In a world where dogs are unemployed and always on-leash, we are seeing a rise in many problem behaviors. And perhaps none more brought about by current living conditions than separation anxiety.
Separation anxiety is one of the most difficult issues you can face as a dog owner, and it usually stems from what I see in dogs as a failure to launch – meaning they’ve never really crossed the line from a small, dependent puppy to an independent, strong member of the community. This is often times brought about by a lack of a job, or a lack of strong leadership and direction. Some dogs, like Weimereiners or other “Velcro dogs”, almost seem to have it bred into them. Like most bred behaviors with pure bred dogs, if it’s not carefully trained out of them from the start, you're going to have issues.
Like anything, if you prevent separation anxiety from day 1 by fostering independence, teaching the dog how to entertain himself away from you, effective crate training, and general good obedience work, it is much easier than dealing with it once they are already destroying your floorboards or your door frames.
If you’re already dealing with separation anxiety, then here are some steps you can take to start getting it back under control:
- Ignore attention seeking behavior – If your dog likes to walk over and lean on you, jump on your lap whenever he feels like it, nudge your hand with his nose for pets, then it’s time to put up a personal space boundary and start saying no every so often. If a dog always learns to soothe himself by using you, he’s not going to be very good at it while you’re not at home.
- Start your day by fulfilling your dog – A good start is to take your dog for a meaningful walk in the morning that challenges both his mind and his body. The end of this walk should lead to their morning breakfast – this is an awesome simulation of a day spent migrating and scavenging for food. This is better than the alternative of the dog waking up and watching you get ready and knowing they have a day full of nothing ahead of them. If your dog is more energetic or lively you can do a more vigorous activity like fetch, rollerblading or bicycling. These should be supplements to your meaningful walk.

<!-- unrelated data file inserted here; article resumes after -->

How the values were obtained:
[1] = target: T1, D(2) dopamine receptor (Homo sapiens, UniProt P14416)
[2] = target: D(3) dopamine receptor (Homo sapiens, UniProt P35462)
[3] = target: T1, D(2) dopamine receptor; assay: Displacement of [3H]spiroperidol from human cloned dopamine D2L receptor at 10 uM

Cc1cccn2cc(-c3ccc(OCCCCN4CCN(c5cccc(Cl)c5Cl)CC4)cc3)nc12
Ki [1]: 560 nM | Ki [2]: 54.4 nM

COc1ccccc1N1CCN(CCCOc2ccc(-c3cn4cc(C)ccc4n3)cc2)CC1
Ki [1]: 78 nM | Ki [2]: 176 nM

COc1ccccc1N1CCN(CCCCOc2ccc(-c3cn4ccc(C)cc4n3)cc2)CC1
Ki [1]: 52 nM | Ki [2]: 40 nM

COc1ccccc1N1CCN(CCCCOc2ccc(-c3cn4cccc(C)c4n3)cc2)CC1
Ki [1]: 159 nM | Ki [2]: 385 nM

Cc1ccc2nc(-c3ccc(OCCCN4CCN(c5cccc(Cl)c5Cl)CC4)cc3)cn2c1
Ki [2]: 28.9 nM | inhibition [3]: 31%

- Get into a good routine – It doesn’t have to be down to the minute, but an anxious dog will find solace in a general pattern of behavior. I’ve seen dogs that learn to cope on the weekdays, but then get confused when they are left at different times of day on the weekends. While you are reframing your dog’s point of view, it is beneficial to keep them on a good routine until they are comfortable enough to deviate from it.
- Crate train – Crate training done correctly is important. You have two fears with a crate – anxiety caused by being locked in a box and anxiety of separation. When you have a dog that can’t handle even one of these and you give them both, those are the times you see a dog breaking crates and hurting themselves. For dog’s with separation anxiety, you should have their original crate times be while they are right next to you while you are watching tv or sleeping on the floor of your bedroom in a crate while you are asleep in the bed. As he adjusts, move the crate further and further until he is ready for you to leave him in there while you go to starbucks and back (you could even bring him back a pup cup so he learns there is a light at the end of the tunnel!).
- More boundaries – If your dog is always in your bed and the couch with you, it’s time to remove those privileges at least temporarily. Making them find a dog bed or a toy across the room, or even in a different room, will start putting them in a place to learn to be comfortable by themselves.
- Duration work – Stay or place should be a part of every dog’s skill set, and it becomes even more important when you have a dog with separation anxiety. Watch your favorite tv show or eat dinner and have your dog do 30 minutes to an hour of "place" or “stay” simultaneously. This simple activity starts the process of separating them from you, as well as teaching them character and impulse control that will help them learn to control themselves when it matters most. In essence, these are the hours in the weight room that are going to make them successful on gameday.
- Get the right non-medicinal products – One product I have seen help dogs with anxiety (in conjunction with all these other steps) is called Adaptil. It is a pheromone that releases and makes the dog feel calm. Another one that other trainers swear by is the Thundershirt. This is particularly helpful if your dog is so panicky that they are hyperventilating.
- Work on obedience – Sign up for a good training class. Obedience work also builds character. If they’ve already had the basics, try an advanced class or a dog sport like flyball or agility.
- Manage – Get a pet sitter or find a high quality daycare if you’re dog does not have the ability to cope with being alone yet. What makes separation anxiety so tricky is that it needs to be built like any other skill from small to big. If you get your dog good at being alone for 20 minutes, but then have to jump up to 10 hours, you’re going to set him back.
Talk to a vet – if you’ve put in the work and you haven’t gotten results (while that is extremely rare), talk to your vet to see if there are any psychological or neurological disorders in play. And as always, if you want my help with the issue, contact me. We'll get it sorted out!